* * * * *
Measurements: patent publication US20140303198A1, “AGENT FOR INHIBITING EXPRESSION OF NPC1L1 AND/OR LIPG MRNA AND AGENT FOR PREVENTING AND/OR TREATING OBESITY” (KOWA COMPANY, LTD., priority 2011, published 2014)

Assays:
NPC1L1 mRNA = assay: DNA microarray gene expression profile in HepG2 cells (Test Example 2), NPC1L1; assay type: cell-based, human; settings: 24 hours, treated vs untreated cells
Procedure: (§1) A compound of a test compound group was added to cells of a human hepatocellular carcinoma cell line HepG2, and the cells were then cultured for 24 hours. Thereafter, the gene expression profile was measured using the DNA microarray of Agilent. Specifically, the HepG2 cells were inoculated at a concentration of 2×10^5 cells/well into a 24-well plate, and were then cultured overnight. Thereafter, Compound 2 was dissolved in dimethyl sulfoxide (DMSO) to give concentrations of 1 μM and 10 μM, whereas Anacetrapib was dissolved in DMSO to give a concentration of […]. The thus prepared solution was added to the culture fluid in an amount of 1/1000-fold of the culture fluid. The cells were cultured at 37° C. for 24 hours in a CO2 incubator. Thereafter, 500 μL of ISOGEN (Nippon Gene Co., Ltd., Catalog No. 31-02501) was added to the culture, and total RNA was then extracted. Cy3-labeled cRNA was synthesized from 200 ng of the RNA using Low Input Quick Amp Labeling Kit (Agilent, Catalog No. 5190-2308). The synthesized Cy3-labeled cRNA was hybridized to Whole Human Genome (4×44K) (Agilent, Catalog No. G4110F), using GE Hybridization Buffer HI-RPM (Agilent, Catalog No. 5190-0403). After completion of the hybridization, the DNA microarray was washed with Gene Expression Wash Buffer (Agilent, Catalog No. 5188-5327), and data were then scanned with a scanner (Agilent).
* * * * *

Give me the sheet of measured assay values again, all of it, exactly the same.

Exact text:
Measurements: patent publication US20140303198A1, “AGENT FOR INHIBITING EXPRESSION OF NPC1L1 AND/OR LIPG MRNA AND AGENT FOR PREVENTING AND/OR TREATING OBESITY” (KOWA COMPANY, LTD., priority 2011, published 2014)

Assays:
NPC1L1 mRNA = assay: DNA microarray gene expression profile in HepG2 cells (Test Example 2), NPC1L1; assay type: cell-based, human; settings: 24 hours, treated vs untreated cells
Procedure: (§1) A compound of a test compound group was added to cells of a human hepatocellular carcinoma cell line HepG2, and the cells were then cultured for 24 hours. Thereafter, the gene expression profile was measured using the DNA microarray of Agilent. Specifically, the HepG2 cells were inoculated at a concentration of 2×10^5 cells/well into a 24-well plate, and were then cultured overnight. Thereafter, Compound 2 was dissolved in dimethyl sulfoxide (DMSO) to give concentrations of 1 μM and 10 μM, whereas Anacetrapib was dissolved in DMSO to give a concentration of […]. The thus prepared solution was added to the culture fluid in an amount of 1/1000-fold of the culture fluid. The cells were cultured at 37° C. for 24 hours in a CO2 incubator. Thereafter, 500 μL of ISOGEN (Nippon Gene Co., Ltd., Catalog No. 31-02501) was added to the culture, and total RNA was then extracted. Cy3-labeled cRNA was synthesized from 200 ng of the RNA using Low Input Quick Amp Labeling Kit (Agilent, Catalog No. 5190-2308). The synthesized Cy3-labeled cRNA was hybridized to Whole Human Genome (4×44K) (Agilent, Catalog No. G4110F), using GE Hybridization Buffer HI-RPM (Agilent, Catalog No. 5190-0403). After completion of the hybridization, the DNA microarray was washed with Gene Expression Wash Buffer (Agilent, Catalog No. 5188-5327), and data were then scanned with a scanner (Agilent).